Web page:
I agree - interval training is normally about fitness, rather than burning huge numbers of calories. You just can't do intervals long enough to build huge totals.
A rough guide is that you can expect to burn 10-12 calories per minute with sustainable cardio if you were pushing yourself - although at 12 minutes per mile, you are probably under this pace (80 calories in 12 minutes is 6-7 cal minute). For a short interval based workout, you might be looking at 30-40% more than this.
48 seems a bit low. Perhaps 100 in 10 minutes of intervals?
Fitness Minutes: (37,332)
12/17/12 4:10 P
As far as I understand, HIIT is not really for burning a lot of calories, but getting the cardiovascular benefits of running. Inevitably one burns quite a bit doing HIIT in the beginning, but eventually the caloric burn reduces as one gets fit. However, the cardiovascular system becomes fit, by spending only a fraction of the time one should spend getting fit by running at a flat pace.
I think precisely for the reason that it does not burn a whole a lot of calories it is recommended for weight lifting, but the flat pace long duration runs are discouraged, because these flat pace long duration runs tend to burn a lot of calories depleting glycogen stores which are much needed for muscle growth/repair.
Edited by: MPLANE37 at: 12/17/2012 (16:15)
Fitness Minutes: (1,285)
12/17/12 6:30 A
Calories counters are put on treadmills, ellipticals and bikes for one reason only - to sell them. Usually calories counters just measure how far you've gone and mutlply it by your weight and a scaling factor. This is what you saw.
All CV machines are there to improve the strength of your heart and blood supply system and in the same way that you lift heavy weights to improve strength - you must run fast in order to improve CV capacity.
If you are going to lose weight in a sustainable way then you need strong muscles and a good CV system.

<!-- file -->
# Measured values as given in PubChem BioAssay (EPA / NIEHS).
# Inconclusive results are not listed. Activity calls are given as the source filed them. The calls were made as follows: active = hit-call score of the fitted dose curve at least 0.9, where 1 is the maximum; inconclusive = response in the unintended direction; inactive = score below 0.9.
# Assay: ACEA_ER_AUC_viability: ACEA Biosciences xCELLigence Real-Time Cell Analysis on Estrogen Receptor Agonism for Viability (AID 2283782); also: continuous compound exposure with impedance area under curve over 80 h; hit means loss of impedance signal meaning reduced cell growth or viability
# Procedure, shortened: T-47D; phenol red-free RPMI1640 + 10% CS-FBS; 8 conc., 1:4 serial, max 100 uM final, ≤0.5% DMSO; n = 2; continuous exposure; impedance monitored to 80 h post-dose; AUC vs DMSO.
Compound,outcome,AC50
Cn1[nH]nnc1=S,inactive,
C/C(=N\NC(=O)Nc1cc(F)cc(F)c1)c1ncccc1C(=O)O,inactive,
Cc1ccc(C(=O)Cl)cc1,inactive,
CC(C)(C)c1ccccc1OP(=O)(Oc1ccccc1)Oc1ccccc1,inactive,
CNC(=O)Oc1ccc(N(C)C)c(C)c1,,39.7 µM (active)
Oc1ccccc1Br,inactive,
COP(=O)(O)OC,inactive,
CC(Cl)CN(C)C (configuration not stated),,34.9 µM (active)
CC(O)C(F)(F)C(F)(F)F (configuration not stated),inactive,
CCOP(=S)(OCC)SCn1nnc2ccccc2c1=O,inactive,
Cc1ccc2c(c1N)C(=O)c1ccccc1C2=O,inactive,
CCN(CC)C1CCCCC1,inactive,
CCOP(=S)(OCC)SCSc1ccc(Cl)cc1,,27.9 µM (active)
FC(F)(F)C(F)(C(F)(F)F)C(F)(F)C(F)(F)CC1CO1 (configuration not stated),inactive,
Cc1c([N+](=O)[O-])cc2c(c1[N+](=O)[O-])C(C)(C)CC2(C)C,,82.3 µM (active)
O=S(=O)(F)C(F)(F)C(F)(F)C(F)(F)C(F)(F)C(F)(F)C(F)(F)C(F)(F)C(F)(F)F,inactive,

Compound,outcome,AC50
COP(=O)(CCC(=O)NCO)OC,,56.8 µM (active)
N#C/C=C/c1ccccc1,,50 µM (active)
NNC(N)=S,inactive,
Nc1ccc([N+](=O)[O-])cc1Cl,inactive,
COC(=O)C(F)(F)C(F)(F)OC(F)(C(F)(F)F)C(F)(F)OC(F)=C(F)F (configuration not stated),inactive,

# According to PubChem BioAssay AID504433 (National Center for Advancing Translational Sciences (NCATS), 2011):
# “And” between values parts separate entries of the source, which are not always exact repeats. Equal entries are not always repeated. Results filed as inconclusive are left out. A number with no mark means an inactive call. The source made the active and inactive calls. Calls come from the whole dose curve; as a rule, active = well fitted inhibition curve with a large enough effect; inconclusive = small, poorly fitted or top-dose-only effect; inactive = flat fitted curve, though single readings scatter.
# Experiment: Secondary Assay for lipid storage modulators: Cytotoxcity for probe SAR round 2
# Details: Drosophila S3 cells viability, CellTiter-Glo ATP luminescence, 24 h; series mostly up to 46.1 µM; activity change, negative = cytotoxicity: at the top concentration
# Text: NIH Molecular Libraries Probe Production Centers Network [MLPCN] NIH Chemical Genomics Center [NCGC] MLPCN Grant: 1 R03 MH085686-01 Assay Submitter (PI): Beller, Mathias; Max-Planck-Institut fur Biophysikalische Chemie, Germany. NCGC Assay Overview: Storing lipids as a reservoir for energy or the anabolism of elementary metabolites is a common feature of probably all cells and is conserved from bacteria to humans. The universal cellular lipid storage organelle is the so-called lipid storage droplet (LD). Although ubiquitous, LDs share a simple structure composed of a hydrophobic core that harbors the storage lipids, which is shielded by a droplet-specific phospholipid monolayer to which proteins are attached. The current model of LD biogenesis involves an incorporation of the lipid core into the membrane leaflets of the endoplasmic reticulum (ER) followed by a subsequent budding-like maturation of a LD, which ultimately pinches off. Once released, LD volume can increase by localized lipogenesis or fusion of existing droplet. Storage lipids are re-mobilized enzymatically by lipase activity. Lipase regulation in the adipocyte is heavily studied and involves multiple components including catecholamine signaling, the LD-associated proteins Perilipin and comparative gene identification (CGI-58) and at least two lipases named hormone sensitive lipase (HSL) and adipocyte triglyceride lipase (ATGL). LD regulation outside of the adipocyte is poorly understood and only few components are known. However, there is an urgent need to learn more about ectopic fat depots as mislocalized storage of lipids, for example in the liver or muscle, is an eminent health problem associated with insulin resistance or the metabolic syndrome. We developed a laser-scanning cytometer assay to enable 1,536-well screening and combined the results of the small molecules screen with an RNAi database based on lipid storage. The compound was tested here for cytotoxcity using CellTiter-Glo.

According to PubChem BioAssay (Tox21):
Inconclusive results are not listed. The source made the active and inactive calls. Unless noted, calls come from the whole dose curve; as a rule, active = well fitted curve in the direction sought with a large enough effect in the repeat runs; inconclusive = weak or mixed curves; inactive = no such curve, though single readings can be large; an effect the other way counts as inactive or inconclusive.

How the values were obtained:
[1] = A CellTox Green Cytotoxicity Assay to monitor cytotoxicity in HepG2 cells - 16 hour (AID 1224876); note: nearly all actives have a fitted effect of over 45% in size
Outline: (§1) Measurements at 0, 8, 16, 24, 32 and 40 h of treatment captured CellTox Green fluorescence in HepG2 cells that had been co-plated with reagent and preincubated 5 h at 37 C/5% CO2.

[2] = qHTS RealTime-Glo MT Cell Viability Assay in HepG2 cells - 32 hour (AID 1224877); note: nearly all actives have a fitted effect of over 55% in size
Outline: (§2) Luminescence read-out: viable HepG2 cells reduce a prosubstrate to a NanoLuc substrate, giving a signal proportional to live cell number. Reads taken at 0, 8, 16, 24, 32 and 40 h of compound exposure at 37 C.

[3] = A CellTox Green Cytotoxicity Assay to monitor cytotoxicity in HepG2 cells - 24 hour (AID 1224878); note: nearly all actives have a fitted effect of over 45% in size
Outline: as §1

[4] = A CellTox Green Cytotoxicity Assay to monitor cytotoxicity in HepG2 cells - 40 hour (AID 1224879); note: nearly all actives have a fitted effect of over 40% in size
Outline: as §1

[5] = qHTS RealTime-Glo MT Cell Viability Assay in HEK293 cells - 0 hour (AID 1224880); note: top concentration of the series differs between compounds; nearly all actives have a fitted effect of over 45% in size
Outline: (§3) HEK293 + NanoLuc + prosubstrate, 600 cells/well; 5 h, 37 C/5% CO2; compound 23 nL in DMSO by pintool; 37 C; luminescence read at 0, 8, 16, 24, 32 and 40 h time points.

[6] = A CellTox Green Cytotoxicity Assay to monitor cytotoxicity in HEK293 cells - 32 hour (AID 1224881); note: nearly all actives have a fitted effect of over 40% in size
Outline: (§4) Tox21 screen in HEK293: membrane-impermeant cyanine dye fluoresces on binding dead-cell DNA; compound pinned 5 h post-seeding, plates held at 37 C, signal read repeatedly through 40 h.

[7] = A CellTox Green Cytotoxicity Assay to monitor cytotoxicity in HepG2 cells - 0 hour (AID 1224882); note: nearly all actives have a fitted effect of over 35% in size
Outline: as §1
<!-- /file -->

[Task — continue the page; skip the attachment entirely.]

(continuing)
When people are heavily over weight then these crude calorie counters provide a level of emotional support. Once you get within 10 pounds or so of healthy BMI you see that these counters are very very flawed.Your body becomes more efficient, you rest better, you can jog for miles and the calories just don't seem to "burn" etc.
It is easier not to eat the calories than to attempt to burn them off.
One thing you might try is this.
Walk 600 m and wait for 24 hours and see how your body feels.
The following day sprint ( I mean sprint!) for 100m, walk the next 100m, sprint the next (full out!) walk 100m then srping the final 100m.
Technically you have used less calories than during the first "walk"
However see how your body feels the next day. If you have gone full out three times then you may even find it difficult to move. Completely different (and beneficial) process are involved in high intensity training.
So, I did some intervals this morning. Nothing fancy, just 10 minutes on the treadmill, so about 5 minutes total running, almost all of that at a sprint. I was trying it out, tring not to be too winded as I have been in the past. I burned a whopping 48 calories. If I would've had more time and done 20 minutes, and maybe upped my slowest pace (I did a pyramid on speeds) then I might have gotten to 100 calories. I can run a mile in 12 minutes and burn 70-80 calories, so what gives? Is interval training really better than a flat pace? Do I just need to keep going and build up to faster sprints for longer?
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